Human interface device
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A human interface device or HID is a type of computer device that interacts directly with, and most often takes input from, humans and may deliver output to humans. The term "HID" most commonly refers to the USB-HID specification. The term was coined by Mike Van Flandern of Microsoft when he proposed the USB committee create a Human Input Device class working group.[when?] The working group was renamed as the Human Interface Device class at the suggestion of Tom Schmidt of DEC because the proposed standard supported bi-directional communication.[when?]
HIDs for Output
Less common HIDs
The HID standard was adopted primarily to enable innovation in PC input devices and to simplify the process of installing such devices. Prior to the introduction of the HID concept, devices usually conformed to strictly defined protocols for mice, keyboards and joysticks; for example, the standard mouse-protocol at the time supported relative X- and Y-axis data and binary input for up to two buttons, with no legacy support. All hardware innovations necessitated either overloading the use of data in an existing protocol or the creation of custom device drivers and the evangelization of a new protocol to developers. By contrast, all HID-defined devices deliver self-describing packages that may contain any number of data types and formats. A single HID driver on a computer parses data and enables dynamic association of data I/O with application functionality, which has enabled rapid innovation and development, and prolific diversification of new human-interface devices.
A working-committee with representatives from several prominent companies developed the HID standard. The list of participants appears in the "Device Class Definition for Human Interface Devices (HID)" document. The concept of a self-describing extensible protocol initially came from Mike Van Flandern and Manolito Adan while working on a project named "Raptor" at Microsoft, and independently from Steve McGowan, who worked on a device protocol for Access Bus while at Forte. After comparing notes at a Consumer Game Developer Conference, Steve and Mike agreed to collaborate on a new standard for the emerging Universal Serial Bus (USB).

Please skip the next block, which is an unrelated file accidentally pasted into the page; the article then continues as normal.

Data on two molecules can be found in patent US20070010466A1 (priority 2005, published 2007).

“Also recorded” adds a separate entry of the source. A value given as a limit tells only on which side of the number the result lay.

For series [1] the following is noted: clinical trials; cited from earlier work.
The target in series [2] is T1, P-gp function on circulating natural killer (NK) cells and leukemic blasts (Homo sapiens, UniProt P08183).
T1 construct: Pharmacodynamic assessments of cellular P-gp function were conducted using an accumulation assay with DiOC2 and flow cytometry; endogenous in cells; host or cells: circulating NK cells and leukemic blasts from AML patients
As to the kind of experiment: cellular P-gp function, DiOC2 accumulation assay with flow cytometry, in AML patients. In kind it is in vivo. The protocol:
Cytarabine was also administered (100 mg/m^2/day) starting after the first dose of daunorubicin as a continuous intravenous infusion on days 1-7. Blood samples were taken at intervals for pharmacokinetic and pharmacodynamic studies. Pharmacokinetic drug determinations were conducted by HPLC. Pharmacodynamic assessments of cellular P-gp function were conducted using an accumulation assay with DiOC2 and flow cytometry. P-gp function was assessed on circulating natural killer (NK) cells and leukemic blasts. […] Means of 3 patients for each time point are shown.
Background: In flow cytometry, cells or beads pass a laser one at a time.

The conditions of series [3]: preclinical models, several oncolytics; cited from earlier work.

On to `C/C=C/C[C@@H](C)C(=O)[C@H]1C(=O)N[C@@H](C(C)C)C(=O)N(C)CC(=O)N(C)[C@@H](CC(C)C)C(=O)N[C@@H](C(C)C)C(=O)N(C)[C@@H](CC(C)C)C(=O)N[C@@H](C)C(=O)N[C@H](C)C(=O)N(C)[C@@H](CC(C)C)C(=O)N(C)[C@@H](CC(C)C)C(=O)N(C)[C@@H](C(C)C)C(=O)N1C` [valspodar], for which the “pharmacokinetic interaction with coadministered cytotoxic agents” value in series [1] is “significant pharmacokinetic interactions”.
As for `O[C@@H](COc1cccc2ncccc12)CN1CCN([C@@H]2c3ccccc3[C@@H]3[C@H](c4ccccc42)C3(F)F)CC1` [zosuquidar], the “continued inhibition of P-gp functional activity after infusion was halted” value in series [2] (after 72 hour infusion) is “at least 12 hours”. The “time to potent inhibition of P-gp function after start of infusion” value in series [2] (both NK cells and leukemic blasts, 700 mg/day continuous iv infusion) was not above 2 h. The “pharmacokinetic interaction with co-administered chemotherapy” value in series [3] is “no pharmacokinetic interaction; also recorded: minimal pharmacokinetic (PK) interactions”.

The HID protocol has its limitations, but most[quantify] operating systems will recognize standard USB HID devices, such as keyboards and mice, without needing a specialized driver. When installed, a message saying that "A "HID-compliant device" has been recognized" generally appears on screen. In comparison, this message does not usually appear for devices connected via the PS/2 6-pin DIN connectors which preceded USB. PS/2 does not typically support plug-and-play, which means that connecting a PS/2 keyboard or mouse with the computer powered on does not always work and may pose a hazard to the computer's motherboard. Likewise, the PS/2 standard does not support the HID protocol. The USB human interface device class describes a USB HID.
Components of the HID protocol
In the HID protocol, there are 2 entities: the "host" and the "device". The device is the entity that directly interacts with a human, such as a keyboard or mouse. The host communicates with the device and receives input data from the device on actions performed by the human. Output data flows from the host to the device and then to the human. The most common example of a host is a PC but some cell phones and PDAs also can be hosts.
The HID protocol makes implementation of devices very simple. Devices define their data packets and then present a "HID descriptor" to the host. The HID descriptor is a hard coded array of bytes that describe the device's data packets. This includes: how many packets the device supports, the size of the packets, and the purpose of each byte and bit in the packet. For example, a keyboard with a calculator program button can tell the host that the button's pressed/released state is stored as the 2nd bit in the 6th byte in data packet number 4 (note: these locations are only illustrative and are device-specific). The device typically stores the HID descriptor in ROM and does not need to intrinsically understand or parse the HID descriptor. Some mouse and keyboard hardware in the market today is implemented using only an 8-bit CPU.